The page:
By Tusika Martin
Skeldon sugar factory has produced 147 tons of sugar as another set of test runs begins.
Kaieteur News has learnt that the tests began some days ago, and no major discrepancies have occurred at the factory.
Speaking with Kaieteur News last evening, Minister of Agriculture Robert Persaud said that he is cautiously optimistic that the current testing and commercial production of sugar for local and export markets by the new state-of-the-art Skeldon factory will proceed according to plan.
“I am happy that we are seeing export-quality sugar being produced in commercial quantities.”
The Minister said that the old factory is currently out of operation.
At present, the Minister explained, the testing activities are being closely monitored by the Chinese contracting firm as this is a turn-key operation.
Persaud added that Guyana Sugar Corporation (Guysuco) will not accept an incomplete factory.
Persaud and some others will conduct a planned inspection of the new factory on Monday.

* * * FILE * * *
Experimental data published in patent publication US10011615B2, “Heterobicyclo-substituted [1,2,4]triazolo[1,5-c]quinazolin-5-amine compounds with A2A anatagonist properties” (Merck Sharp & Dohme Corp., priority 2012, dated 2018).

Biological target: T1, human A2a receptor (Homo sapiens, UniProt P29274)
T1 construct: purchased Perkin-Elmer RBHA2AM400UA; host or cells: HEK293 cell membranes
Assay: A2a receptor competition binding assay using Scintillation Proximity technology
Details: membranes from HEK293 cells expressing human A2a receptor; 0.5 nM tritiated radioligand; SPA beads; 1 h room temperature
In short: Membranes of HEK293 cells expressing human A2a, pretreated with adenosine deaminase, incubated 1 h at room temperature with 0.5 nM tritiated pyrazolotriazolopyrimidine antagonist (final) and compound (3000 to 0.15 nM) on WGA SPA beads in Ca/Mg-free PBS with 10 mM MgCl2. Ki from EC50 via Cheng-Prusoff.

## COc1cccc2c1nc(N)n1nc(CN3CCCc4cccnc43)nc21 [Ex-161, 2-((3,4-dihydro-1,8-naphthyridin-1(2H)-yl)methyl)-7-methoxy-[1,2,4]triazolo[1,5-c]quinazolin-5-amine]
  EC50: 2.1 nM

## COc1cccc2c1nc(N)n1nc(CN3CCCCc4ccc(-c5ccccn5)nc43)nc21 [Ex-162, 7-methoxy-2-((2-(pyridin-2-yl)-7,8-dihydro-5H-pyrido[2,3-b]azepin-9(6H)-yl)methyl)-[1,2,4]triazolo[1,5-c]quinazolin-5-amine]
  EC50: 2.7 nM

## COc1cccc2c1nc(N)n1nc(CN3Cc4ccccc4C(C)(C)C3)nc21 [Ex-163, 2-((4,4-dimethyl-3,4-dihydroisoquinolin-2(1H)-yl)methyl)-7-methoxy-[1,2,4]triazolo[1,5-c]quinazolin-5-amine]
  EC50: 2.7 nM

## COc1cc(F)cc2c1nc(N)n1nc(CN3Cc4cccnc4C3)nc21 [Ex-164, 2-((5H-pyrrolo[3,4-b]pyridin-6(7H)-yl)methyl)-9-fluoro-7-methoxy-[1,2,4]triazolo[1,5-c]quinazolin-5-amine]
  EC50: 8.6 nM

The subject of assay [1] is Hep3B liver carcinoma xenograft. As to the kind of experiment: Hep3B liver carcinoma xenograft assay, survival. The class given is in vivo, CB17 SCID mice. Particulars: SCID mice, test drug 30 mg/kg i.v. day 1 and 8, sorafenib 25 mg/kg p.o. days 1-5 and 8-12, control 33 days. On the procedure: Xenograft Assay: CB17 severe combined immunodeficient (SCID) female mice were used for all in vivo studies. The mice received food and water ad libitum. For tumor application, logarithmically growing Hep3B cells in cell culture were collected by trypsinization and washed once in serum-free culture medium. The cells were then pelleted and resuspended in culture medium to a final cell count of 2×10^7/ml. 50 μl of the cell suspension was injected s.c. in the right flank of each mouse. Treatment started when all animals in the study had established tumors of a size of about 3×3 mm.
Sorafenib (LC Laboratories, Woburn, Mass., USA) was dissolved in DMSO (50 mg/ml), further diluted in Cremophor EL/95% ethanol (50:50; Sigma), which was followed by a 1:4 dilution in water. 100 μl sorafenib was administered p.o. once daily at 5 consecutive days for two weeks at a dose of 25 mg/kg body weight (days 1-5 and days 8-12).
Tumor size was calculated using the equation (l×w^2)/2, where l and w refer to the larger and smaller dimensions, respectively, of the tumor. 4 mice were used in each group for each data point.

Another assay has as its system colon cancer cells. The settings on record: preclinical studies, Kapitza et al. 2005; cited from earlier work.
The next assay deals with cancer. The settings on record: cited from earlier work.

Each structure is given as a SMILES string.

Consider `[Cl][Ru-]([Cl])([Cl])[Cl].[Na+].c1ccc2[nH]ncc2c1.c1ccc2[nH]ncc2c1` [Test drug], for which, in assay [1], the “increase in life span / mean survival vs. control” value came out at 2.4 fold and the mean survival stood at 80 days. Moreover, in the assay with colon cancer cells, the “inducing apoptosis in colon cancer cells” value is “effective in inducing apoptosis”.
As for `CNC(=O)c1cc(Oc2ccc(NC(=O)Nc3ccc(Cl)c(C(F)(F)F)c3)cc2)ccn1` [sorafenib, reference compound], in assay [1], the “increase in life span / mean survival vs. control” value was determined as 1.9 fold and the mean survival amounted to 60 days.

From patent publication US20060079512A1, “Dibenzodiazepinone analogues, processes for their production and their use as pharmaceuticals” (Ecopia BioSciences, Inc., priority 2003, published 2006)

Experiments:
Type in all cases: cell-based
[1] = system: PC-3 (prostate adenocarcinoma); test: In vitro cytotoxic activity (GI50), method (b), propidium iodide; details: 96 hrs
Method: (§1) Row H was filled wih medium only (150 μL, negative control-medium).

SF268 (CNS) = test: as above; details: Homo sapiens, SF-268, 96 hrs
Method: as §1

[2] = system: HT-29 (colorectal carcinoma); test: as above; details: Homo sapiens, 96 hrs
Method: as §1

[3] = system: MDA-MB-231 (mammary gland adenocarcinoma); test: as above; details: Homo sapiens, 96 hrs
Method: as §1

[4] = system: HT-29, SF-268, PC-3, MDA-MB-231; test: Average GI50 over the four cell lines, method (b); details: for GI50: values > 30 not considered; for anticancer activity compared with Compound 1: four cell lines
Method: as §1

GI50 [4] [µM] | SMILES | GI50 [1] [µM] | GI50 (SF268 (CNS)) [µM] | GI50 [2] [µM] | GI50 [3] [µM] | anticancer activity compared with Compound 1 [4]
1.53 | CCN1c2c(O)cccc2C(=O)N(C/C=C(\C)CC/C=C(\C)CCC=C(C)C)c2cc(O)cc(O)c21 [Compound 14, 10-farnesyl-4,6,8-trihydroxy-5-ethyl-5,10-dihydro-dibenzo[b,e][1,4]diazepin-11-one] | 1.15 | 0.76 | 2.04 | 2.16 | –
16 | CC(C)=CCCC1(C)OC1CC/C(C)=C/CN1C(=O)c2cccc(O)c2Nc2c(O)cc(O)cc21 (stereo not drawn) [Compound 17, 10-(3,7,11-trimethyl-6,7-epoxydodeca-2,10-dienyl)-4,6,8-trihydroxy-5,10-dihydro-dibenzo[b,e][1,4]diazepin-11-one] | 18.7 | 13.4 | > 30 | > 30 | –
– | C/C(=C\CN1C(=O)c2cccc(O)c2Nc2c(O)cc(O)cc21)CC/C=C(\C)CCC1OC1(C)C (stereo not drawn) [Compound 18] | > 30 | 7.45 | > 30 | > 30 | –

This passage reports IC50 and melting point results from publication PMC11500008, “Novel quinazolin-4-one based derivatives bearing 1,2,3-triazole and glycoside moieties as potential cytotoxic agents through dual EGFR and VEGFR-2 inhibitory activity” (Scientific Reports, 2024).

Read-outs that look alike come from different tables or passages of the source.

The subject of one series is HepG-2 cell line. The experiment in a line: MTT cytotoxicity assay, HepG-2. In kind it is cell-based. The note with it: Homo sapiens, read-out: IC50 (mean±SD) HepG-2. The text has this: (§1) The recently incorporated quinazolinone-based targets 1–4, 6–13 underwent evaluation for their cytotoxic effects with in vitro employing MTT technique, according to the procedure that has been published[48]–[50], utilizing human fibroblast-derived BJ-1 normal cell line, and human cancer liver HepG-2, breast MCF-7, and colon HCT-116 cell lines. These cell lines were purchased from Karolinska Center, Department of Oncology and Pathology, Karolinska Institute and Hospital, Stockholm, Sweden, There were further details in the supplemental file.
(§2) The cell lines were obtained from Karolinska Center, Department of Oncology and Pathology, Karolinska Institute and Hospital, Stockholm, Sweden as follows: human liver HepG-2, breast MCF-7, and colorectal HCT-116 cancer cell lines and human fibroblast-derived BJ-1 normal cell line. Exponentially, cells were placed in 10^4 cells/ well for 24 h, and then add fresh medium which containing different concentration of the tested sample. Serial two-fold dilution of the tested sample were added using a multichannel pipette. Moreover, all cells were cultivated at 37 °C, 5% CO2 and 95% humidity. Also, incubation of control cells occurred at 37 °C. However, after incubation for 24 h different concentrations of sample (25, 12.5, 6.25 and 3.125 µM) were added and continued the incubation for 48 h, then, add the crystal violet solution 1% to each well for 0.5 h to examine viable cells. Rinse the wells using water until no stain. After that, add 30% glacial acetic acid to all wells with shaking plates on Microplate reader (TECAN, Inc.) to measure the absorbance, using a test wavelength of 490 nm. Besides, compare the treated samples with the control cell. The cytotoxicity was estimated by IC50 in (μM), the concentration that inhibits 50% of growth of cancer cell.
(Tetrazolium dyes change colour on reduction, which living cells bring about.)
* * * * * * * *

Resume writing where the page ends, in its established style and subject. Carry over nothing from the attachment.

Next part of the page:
Only recently, President Bharrat Jagdeo said that as soon as the contractor gets engineers to Guyana, and as soon as there is an adequate supply of cane, the factory will be tested again.
The Head of State had previously said that the China National Technology Import and Export Corporation (CNTIC) responsible for the construction of the factory will face liquated damages for the delay.
On September 15, 2008, Site Representative of China National Technology Import and Export Corporation (CNTIC), Andrew Jin, told the media that the trial run showed that there were problems between the punt dumper and the conveyor belt while, at the same time, difficulties have been encountered with the shredder bearings.
‘Choking’, he had said, was occurring when fresh water was pumped into the diffuser. This same problem recurred at the second and third evaporators.
Two days after it was announced that the factory was indeed having technical difficulties, Minister of Agriculture Robert Persaud said that Guyana was examining legal options and remedies which can be enforced against CNTIC.
The Minister said that fines can be imposed under the contract signed between Guyana and the Chinese company. The fines can exceed US$5M.
Following the official handover of Skeldon factory, there are three further 72-hour tests which can be carried out by the owner during the next year. During that period, the contractor is still responsible for defects arising from those tests, despite the fact that the factory would be in commercial use.
The new factory is expected to produce 110,000 tonnes of sugar a year.
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